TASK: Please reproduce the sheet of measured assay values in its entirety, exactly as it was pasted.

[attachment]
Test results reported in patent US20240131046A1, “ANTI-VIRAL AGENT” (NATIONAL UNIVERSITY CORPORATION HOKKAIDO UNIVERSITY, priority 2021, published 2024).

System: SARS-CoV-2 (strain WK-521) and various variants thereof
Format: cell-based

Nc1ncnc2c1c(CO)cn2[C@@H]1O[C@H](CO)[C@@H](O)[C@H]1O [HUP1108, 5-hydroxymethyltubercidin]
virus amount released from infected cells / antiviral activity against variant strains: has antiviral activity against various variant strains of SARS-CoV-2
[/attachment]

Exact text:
Test results reported in patent US20240131046A1, “ANTI-VIRAL AGENT” (NATIONAL UNIVERSITY CORPORATION HOKKAIDO UNIVERSITY, priority 2021, published 2024).

System: SARS-CoV-2 (strain WK-521) and various variants thereof
Format: cell-based

Nc1ncnc2c1c(CO)cn2[C@@H]1O[C@H](CO)[C@@H](O)[C@H]1O [HUP1108, 5-hydroxymethyltubercidin]
virus amount released from infected cells / antiviral activity against variant strains: has antiviral activity against various variant strains of SARS-CoV-2